"Oh, Arkansas" by Terry Rose and Gary Klaff is one of the official state songs of Arkansas. It was written in 1986 for the state's 150th-anniversary celebration and was named an official "state song" by the Arkansas General Assembly in 1987.
Arkansas is a state in the southern region of the United States, home to over 3 million people as of 2018. Its name is of Siouan derivation from the language of the Osage denoting their related kin, the Quapaw Indians. The state's diverse geography ranges from the mountainous regions of the Ozark and the Ouachita Mountains, which make up the U.S. Interior Highlands, to the densely forested land in the south known as the Arkansas Timberlands, to the eastern lowlands along the Mississippi River and the Arkansas Delta.
Other official Arkansas state songs are "Arkansas", state anthem (state song before 1949 and from 1963 to 1987); "Arkansas (You Run Deep In Me)", also written for the state's 150th birthday in 1986, and likewise designated "state song" in 1987; and "The Arkansas Traveler", state historical song (state song from 1949 to 1963).
"Arkansas", written by Eva Ware Barnett in 1916, is one of the official state songs of Arkansas. It was first adopted as the state song in the early 20th century but was removed in 1949 due to a copyright dispute. After the state settled the dispute by buying all claims to its copyright, it was restored as state song in 1963.
An anthem is a musical composition of celebration, usually used as a symbol for a distinct group, particularly the national anthems of countries. Originally, and in music theory and religious contexts, it also refers more particularly to short sacred choral work and still more particularly to a specific form of Anglican church music.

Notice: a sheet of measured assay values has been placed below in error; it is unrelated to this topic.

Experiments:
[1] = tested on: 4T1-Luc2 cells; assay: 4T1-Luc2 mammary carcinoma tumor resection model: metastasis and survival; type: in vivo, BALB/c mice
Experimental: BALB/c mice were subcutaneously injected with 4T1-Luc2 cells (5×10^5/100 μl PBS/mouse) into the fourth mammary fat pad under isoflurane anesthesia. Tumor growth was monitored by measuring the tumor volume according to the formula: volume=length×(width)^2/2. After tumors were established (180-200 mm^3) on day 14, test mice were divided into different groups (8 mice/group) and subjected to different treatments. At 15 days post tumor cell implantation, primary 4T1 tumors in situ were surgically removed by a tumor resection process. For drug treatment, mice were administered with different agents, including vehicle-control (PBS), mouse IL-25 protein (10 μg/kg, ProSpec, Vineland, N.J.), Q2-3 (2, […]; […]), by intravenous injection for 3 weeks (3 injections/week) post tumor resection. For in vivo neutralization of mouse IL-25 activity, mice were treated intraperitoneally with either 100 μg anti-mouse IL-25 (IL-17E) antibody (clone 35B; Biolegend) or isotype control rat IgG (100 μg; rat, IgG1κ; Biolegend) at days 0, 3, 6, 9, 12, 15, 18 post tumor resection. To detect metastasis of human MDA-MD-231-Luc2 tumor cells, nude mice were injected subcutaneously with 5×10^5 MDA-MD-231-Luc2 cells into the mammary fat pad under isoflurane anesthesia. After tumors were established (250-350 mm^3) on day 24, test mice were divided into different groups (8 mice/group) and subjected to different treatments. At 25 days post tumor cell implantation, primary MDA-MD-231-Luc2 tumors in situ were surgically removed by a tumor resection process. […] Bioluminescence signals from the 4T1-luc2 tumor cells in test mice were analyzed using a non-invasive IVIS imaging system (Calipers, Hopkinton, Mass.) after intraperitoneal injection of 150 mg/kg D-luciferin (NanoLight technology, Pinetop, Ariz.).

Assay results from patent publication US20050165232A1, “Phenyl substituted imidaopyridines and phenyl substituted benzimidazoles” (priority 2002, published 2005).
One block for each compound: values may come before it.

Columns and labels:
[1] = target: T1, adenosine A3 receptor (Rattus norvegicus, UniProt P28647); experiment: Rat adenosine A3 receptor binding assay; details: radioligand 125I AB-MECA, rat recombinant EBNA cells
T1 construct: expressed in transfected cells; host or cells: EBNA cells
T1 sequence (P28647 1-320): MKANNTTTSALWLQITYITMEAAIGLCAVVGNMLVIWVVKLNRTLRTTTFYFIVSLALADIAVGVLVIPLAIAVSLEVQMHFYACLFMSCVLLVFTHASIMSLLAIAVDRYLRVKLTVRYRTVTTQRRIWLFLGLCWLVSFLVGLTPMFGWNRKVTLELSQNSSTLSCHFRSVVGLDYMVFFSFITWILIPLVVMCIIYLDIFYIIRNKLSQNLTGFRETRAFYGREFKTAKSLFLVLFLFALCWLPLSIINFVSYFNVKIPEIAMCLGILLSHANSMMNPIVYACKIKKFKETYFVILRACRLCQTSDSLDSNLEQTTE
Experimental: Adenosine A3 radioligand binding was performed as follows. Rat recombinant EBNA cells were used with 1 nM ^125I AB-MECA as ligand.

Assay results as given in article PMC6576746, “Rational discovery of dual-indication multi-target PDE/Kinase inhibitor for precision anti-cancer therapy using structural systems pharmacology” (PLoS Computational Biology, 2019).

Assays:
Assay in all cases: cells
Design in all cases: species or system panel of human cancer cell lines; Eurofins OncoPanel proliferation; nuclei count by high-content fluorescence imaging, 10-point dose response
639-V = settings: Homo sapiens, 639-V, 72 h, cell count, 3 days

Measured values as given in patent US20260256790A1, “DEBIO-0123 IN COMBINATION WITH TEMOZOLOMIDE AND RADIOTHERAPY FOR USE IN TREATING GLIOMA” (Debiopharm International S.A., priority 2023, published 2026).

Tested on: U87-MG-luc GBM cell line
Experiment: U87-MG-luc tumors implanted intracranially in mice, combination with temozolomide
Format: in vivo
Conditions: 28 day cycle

"The Arkansas Traveler" was the state song of Arkansas from 1949 to 1963; it has been the state historical song since 1987. The music was composed in the 19th century by Colonel Sanford C. 'Sandy' Faulkner (1806–1874); the current official lyrics were written by a committee in 1947 in preparation for its naming as the state song.
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A national anthem is generally a patriotic musical composition that evokes and eulogizes the history, traditions, and struggles of its people, recognized either by a nation's government as the official national song, or by convention through use by the people. The majority of national anthems are marches or hymns in style. The countries of Latin America, Central Asia, and Europe tend towards more ornate and operatic pieces, while those in the Middle East, Oceania, Africa, and the Caribbean use a more simplistic fanfare. Some countries that are devolved into multiple constituent states have their own official musical compositions for them ; their constituencies' songs are sometimes referred to as national anthems even though they are not sovereign states.